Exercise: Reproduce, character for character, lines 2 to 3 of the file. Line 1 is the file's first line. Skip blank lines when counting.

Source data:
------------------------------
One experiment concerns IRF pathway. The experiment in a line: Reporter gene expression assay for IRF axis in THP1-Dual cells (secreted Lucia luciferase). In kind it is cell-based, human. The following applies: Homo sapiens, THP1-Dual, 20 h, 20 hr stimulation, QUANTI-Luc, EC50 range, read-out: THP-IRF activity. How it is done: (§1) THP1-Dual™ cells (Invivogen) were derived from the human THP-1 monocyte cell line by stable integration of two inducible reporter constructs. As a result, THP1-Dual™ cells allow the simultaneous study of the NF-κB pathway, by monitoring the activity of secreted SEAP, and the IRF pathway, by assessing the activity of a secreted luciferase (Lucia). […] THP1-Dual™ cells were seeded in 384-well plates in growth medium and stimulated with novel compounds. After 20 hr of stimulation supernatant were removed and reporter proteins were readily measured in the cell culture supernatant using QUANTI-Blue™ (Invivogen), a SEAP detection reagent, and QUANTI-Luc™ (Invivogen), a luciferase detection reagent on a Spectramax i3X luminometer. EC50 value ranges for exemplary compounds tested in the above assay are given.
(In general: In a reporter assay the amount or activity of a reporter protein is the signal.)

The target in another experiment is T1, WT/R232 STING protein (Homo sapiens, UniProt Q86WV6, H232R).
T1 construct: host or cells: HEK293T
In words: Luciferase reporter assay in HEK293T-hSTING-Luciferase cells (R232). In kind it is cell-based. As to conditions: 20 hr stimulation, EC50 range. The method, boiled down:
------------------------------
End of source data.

(In general: In a reporter assay the amount or activity of a reporter protein is the signal.)

The target in another experiment is T1, WT/R232 STING protein (Homo sapiens, UniProt Q86WV6, H232R).